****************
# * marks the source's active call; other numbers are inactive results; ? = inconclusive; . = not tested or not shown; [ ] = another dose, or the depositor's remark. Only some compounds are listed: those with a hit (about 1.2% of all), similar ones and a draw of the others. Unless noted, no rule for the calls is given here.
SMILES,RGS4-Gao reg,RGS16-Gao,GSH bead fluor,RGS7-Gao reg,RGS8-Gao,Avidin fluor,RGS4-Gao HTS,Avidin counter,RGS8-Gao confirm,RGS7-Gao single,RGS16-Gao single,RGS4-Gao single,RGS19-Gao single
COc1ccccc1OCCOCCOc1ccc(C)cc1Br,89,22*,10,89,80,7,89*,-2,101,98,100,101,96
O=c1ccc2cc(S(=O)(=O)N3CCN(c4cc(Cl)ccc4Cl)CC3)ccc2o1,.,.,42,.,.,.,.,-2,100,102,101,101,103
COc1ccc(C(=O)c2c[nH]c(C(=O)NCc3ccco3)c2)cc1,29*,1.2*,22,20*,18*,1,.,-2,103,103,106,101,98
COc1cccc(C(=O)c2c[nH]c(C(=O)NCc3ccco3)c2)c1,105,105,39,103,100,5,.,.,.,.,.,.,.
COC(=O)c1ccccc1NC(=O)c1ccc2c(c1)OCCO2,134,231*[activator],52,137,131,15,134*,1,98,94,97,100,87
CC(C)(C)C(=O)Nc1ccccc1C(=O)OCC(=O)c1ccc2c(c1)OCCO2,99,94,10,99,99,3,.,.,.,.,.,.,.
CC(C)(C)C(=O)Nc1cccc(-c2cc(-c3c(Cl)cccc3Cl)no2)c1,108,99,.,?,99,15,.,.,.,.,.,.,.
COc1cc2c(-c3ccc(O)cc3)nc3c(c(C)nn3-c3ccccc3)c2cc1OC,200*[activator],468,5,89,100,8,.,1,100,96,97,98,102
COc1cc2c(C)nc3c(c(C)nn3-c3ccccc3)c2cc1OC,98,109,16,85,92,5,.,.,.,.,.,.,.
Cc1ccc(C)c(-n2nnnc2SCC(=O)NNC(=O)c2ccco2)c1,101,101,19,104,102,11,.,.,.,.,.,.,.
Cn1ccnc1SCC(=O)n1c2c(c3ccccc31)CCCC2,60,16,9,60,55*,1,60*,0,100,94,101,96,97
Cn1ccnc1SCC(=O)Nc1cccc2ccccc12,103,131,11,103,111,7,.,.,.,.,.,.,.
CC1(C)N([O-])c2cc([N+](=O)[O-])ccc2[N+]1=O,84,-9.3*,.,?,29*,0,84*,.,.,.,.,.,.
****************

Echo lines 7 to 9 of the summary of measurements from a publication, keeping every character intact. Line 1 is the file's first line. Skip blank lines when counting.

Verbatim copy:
COC(=O)c1ccccc1NC(=O)c1ccc2c(c1)OCCO2,134,231*[activator],52,137,131,15,134*,1,98,94,97,100,87
CC(C)(C)C(=O)Nc1ccccc1C(=O)OCC(=O)c1ccc2c(c1)OCCO2,99,94,10,99,99,3,.,.,.,.,.,.,.
CC(C)(C)C(=O)Nc1cccc(-c2cc(-c3c(Cl)cccc3Cl)no2)c1,108,99,.,?,99,15,.,.,.,.,.,.,.